Canon 7D Tips – Using Lens Corrections in Adobe Lightroom 3

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I had a great time watching the Balloon Inflation for the Macy’s Thanksgiving Parade along with thousands of other New Yorkers.  The Canon 7D makes it easy to deal with crowds.  I just used the Live Preview while holding the camera over my head and composed the shot with the LCD screen.  Normally, this technique produces great shots.  However, when you are using an ultra-wide lens like the Canon 10-22mm EF-S, this will also create some weird distortions.  In the Before shot above, you can see the lamppost and part of the tree leaning in and a slight bowing of the building in the background.  If you think Photoshop like I do, it’s just a matter of dragging some Guides and using the Distort Tool in Free Transform to fix it.  But, if you are now a Lightroom Purist, you might be temped to look for a better shot.  Well, the good news is that you can fix a photo even this distorted using just Lightroom 3.  Take a look.

1. Enable Profile Corrections within the Lens Corrections tab.

Adobe has lens profiles available for most Canon and Sigma lenses.  If you are lucky, just enabling the Profile Corrections within the Lens Corrections tab could be enough to correct the distortion.  However, since I was not hold the camera straight as well as tilting the camera down, the distortion is beyond the existing Profile.  Manual adjustments are necessary.

2.  Manual adjustments starting with the Rotate slider.

Clicking the Manual button within the Lens Corrections tab will reveal several additional controls.  It helps if you studied X-Y-Z geometry because this photo needs to be manipulated in 3D space.  But, don’t worry!  You just need to follow my steps starting with the Rotate slider.

As soon as you hover over the slider, you will see the grid pop up.  The first step is to make sure the center of the photo is properly aligned (either vertically or horizontally).  In this case, the buildings behind the Energizer Bunny are slightly off.  I used the Rotate slider to fix the vertical alignment at the center of the photo.  Don’t worry about the rest of the photo just yet.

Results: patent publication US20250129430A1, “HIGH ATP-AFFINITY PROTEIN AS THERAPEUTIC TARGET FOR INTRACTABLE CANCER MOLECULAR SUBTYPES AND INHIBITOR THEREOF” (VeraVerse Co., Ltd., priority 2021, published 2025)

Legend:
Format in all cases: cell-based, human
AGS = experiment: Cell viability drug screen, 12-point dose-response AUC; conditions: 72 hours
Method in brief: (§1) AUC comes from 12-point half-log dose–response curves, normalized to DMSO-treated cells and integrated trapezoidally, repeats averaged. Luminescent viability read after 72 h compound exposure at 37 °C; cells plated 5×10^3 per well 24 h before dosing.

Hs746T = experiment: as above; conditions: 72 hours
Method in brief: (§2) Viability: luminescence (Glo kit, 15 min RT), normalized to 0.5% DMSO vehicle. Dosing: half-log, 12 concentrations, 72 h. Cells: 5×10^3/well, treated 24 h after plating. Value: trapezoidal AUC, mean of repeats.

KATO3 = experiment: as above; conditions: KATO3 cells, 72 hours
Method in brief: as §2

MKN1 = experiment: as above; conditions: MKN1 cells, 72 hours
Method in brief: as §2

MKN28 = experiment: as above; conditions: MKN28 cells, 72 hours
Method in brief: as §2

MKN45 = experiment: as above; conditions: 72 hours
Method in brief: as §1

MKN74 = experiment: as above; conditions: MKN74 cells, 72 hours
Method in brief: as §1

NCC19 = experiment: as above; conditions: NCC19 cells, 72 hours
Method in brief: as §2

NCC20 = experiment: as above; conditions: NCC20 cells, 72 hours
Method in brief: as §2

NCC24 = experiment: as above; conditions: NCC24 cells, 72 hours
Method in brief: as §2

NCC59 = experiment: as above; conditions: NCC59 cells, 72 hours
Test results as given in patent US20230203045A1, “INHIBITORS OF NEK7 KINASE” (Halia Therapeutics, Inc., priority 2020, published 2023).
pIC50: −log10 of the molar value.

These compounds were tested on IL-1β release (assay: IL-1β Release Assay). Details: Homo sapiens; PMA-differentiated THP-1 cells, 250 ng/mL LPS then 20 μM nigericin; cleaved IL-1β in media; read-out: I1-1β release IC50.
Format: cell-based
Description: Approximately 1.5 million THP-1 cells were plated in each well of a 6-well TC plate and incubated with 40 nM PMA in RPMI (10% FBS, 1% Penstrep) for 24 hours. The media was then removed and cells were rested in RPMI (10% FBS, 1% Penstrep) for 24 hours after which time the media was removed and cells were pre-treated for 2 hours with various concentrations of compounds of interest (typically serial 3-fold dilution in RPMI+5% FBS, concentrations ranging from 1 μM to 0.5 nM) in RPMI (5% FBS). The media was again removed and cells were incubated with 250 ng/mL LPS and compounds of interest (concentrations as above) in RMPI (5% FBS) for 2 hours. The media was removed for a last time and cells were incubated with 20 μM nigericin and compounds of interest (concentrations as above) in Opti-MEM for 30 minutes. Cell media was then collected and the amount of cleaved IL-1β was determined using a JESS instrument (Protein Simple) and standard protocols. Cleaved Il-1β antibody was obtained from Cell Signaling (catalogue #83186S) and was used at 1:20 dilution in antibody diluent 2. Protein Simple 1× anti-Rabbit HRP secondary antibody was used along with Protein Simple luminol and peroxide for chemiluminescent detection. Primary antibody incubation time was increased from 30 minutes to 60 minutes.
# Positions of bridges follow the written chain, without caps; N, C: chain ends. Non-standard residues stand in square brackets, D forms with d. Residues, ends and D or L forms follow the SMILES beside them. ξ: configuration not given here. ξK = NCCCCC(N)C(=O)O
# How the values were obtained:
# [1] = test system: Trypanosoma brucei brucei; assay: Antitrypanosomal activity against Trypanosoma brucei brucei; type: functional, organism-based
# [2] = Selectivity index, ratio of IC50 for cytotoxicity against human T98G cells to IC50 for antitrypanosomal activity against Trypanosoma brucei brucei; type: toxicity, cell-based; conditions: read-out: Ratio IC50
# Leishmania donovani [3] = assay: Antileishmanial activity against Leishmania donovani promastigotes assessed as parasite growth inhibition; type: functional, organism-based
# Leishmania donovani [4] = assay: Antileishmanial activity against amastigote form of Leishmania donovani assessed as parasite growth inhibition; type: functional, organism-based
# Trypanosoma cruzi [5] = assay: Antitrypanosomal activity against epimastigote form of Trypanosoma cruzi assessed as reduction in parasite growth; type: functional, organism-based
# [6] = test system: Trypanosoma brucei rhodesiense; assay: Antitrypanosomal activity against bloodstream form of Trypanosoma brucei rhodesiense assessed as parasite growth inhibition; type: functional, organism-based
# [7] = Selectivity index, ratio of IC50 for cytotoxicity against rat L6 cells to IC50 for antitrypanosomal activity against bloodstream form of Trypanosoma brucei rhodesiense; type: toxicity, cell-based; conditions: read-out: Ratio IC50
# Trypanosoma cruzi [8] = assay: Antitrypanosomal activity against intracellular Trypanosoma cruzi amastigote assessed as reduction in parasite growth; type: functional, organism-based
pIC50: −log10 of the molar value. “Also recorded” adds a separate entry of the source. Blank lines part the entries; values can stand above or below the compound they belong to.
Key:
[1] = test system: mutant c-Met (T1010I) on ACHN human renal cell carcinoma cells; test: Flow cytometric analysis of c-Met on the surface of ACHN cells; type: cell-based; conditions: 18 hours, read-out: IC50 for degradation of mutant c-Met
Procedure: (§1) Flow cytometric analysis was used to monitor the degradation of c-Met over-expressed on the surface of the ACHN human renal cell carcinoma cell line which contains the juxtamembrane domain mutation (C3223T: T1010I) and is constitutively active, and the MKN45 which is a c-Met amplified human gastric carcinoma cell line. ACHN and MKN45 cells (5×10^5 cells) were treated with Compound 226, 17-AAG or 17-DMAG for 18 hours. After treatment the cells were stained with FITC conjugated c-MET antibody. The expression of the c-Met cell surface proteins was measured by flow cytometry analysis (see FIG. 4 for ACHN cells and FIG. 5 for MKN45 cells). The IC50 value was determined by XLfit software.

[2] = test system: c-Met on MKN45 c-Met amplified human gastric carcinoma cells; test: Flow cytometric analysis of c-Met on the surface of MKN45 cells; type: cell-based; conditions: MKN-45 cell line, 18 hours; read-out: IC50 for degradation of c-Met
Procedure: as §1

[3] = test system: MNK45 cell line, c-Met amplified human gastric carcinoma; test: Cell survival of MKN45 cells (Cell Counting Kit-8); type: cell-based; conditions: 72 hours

3. Look for Distortion at the center of the photo.

I am still focusing on the center of the photo.  Just rotating the photo is not enough since there is also bowing of the buildings.  With the Grid as my guide, I used the Distortion slider to make the buildings completely straight.  With the photo correctly Rotated and Distortion free at the center, the rest of the photo falls into place with the next steps.

4. Fixing the Vertical alignment.

Since the vertical lines are so strong in the photo, they make the next step easy.  I used the Vertical slider to straighten the lamppost and the rest of the buildings.

5. Fixing the Horizontal Alignment.

Almost there!  I finished the Lens Correction by tweaking the Horizontal slider just a bit.  (If your photo has stronger horizontal lines, than you would focus on the Horizontal slider first and finish with the Vertical slider.)

6.  Cropping the revised photo.

The last step is to enable Constrain Crop.  Lightroom will automatically crop the photo to eliminate the gray areas created by distorting the photo.  (You may want to use Content-Aware Fill in Photoshop to fill in the gray areas instead.)

7.  Final Results without Photoshop!

The final photo looks great!  Remember, this is Lightroom, so none of these adjustments actually alter the underlying Raw file.  If you are not happy with the results, you can always click the Reset and try it again.  Getting the center of the photo correct is very important and everything else falls into place.  But, don’t worry … you can always fix the photo the old way in Photoshop. 😉


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